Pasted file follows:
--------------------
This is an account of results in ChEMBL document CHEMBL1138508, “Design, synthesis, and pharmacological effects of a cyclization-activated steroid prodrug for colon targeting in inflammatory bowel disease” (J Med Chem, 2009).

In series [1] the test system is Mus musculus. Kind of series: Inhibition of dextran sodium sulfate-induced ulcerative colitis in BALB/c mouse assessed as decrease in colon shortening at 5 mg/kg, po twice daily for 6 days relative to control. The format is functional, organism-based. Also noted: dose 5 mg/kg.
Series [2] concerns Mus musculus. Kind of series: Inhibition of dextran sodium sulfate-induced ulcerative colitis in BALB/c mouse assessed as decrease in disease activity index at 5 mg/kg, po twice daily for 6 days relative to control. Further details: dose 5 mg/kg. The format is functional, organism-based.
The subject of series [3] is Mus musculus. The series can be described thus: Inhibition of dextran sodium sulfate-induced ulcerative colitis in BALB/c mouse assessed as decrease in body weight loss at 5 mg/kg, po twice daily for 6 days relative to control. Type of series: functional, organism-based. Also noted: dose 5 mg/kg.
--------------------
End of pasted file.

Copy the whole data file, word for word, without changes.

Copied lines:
This is an account of results in ChEMBL document CHEMBL1138508, “Design, synthesis, and pharmacological effects of a cyclization-activated steroid prodrug for colon targeting in inflammatory bowel disease” (J Med Chem, 2009).

In series [1] the test system is Mus musculus. Kind of series: Inhibition of dextran sodium sulfate-induced ulcerative colitis in BALB/c mouse assessed as decrease in colon shortening at 5 mg/kg, po twice daily for 6 days relative to control. The format is functional, organism-based. Also noted: dose 5 mg/kg.
Series [2] concerns Mus musculus. Kind of series: Inhibition of dextran sodium sulfate-induced ulcerative colitis in BALB/c mouse assessed as decrease in disease activity index at 5 mg/kg, po twice daily for 6 days relative to control. Further details: dose 5 mg/kg. The format is functional, organism-based.
The subject of series [3] is Mus musculus. The series can be described thus: Inhibition of dextran sodium sulfate-induced ulcerative colitis in BALB/c mouse assessed as decrease in body weight loss at 5 mg/kg, po twice daily for 6 days relative to control. Type of series: functional, organism-based. Also noted: dose 5 mg/kg.